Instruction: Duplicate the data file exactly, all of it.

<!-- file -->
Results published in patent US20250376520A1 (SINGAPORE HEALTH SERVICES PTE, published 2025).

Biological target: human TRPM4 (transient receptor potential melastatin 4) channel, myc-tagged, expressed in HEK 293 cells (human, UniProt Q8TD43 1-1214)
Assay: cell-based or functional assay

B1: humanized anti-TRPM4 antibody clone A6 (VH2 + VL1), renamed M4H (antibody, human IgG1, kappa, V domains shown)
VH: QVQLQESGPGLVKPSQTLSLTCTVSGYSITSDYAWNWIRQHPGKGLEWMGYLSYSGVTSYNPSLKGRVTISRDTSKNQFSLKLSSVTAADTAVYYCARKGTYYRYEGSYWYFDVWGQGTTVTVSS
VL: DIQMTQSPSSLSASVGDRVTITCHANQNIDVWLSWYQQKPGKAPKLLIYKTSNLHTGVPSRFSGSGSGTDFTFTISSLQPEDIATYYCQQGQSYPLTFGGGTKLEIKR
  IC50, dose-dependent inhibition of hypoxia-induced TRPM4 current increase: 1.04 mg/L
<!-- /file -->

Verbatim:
Results published in patent US20250376520A1 (SINGAPORE HEALTH SERVICES PTE, published 2025).

Biological target: human TRPM4 (transient receptor potential melastatin 4) channel, myc-tagged, expressed in HEK 293 cells (human, UniProt Q8TD43 1-1214)
Assay: cell-based or functional assay

B1: humanized anti-TRPM4 antibody clone A6 (VH2 + VL1), renamed M4H (antibody, human IgG1, kappa, V domains shown)
VH: QVQLQESGPGLVKPSQTLSLTCTVSGYSITSDYAWNWIRQHPGKGLEWMGYLSYSGVTSYNPSLKGRVTISRDTSKNQFSLKLSSVTAADTAVYYCARKGTYYRYEGSYWYFDVWGQGTTVTVSS
VL: DIQMTQSPSSLSASVGDRVTITCHANQNIDVWLSWYQQKPGKAPKLLIYKTSNLHTGVPSRFSGSGSGTDFTFTISSLQPEDIATYYCQQGQSYPLTFGGGTKLEIKR
  IC50, dose-dependent inhibition of hypoxia-induced TRPM4 current increase: 1.04 mg/L